|22nd June 2020|
In the second of three monthly blog posts, VWV’s Con Alexander and Jane Byford outline key areas to consider from a governance perspective in light of the financial implications of COVID-19.
There is increasing public awareness of the challenges facing universities as a consequence of coronavirus (COVID-19). Not least are the adverse financial implications raised by reductions in tuition fee income and revenue from housing, catering and conferences. Many within the UK’s higher education sector are already operating on narrow margins and have in past years taken on significant amounts of debt.
While some support has been announced for universities, the government has also said that “access to the business support schemes, reprofiling of public funding and student number controls should be sufficient to help stabilise most providers’ finances …. Should that not be sufficient, such that a higher education provider finds themselves at risk of closure, the government will only intervene further where we find there is a case to do so …. and as a last resort.”
The OfS has also consulted on a new time-limited condition of registration designed to maintain “stability and/or integrity” within the HE sector during the pandemic, which is widely defined to include both “financial and economic matters” and “matters related to good governance”.
The range of challenges raised by coronavirus for universities is wide, and many decisions for their governors and senior management will relate to the practical reality of issues such as moving students to virtual tuition. The financial stability of the university will underpin these kinds of decisions, because its ability to continue as an institution will ultimately determine its ability to continue to provide education and research.
What Should Governors Be Considering?
The overwhelming majority of universities are constituted as charities, and their governors are charity trustees who must make their decisions within the framework of charity law and regulation. The general duty owed by governors as charity trustees is to make their decisions in the best interests of their university and its current and future students, with a specific duty to safeguard their university’s assets and financial position.
While the government has recognised the possibility of “risk of closure” posed by financial instability, there is no common statutory basis for universities which face this risk to fall back on. The Technical and Further Education Act 2017 introduced the concept of the ‘education administration’ for further education colleges but this does not apply to universities. Their position on solvency issues will depend upon the way in which they are constituted. While universities constituted as charitable companies will be subject to the insolvency legislation which applies to all companies, there is a “gap” in the legislation as regards universities constituted as HE corporations or by Royal Charter.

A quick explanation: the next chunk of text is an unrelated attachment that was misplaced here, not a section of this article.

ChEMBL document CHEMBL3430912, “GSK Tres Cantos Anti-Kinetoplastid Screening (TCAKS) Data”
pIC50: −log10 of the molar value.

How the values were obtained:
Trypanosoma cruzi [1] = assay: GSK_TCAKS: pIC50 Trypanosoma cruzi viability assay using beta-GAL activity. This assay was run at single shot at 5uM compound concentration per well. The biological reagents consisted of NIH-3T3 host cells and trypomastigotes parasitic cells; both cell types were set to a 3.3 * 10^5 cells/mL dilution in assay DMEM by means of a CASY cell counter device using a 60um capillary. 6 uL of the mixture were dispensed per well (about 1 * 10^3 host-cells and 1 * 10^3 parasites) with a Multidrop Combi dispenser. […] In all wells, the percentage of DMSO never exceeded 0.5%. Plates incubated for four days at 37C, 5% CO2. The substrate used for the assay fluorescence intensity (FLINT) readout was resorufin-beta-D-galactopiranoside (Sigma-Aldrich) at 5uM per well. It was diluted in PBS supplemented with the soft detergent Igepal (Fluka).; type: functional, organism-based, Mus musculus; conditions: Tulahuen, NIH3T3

Governors of universities facing financial challenges should however have regard to the key insolvency principles which apply to companies when making decisions in relation to their university’s financial position. These principles are likely to be the yardstick by which the discharge of the governors’ duty under charity law to the universities’ beneficiaries (and, if relevant, under insolvency law to its creditors) will be assessed. This will include assessing their university’s solvency against “cash flow” and “balance sheet” tests in the basis of full and up to date information (including cash flow forecasts).
More generally, the duty which applies to charity trustees will require governors to take decisions which fall within the range of decisions a reasonable trustee body would take. They should identify, obtain and consider all information reasonably required to reach the decision in question; identify and consider all relevant factors relating to it; disregard any factors identified as being irrelevant to the decision; and obtain and consider any advice which is required.
Strong governance focused on clear decision-making which is based on full information, an understanding of all relevant factors and relevant advice will be in line with the expectations of the OfS as the university’s principal regulator for the purposes of charity law and is also likely to be important for the proposed new temporary condition of registration and its wider regulatory framework.
Award-winning law firm VWV provides specialist advice for universities on all of the issues outlined above, including decision-making by trustees and wider governance issues in response to the coronavirus pandemic.
To find out more, please contact Con Alexander on 07730 731 089 or Jane Byford on 07909 656 764.
VWV is a supplier on the national Legal Services framework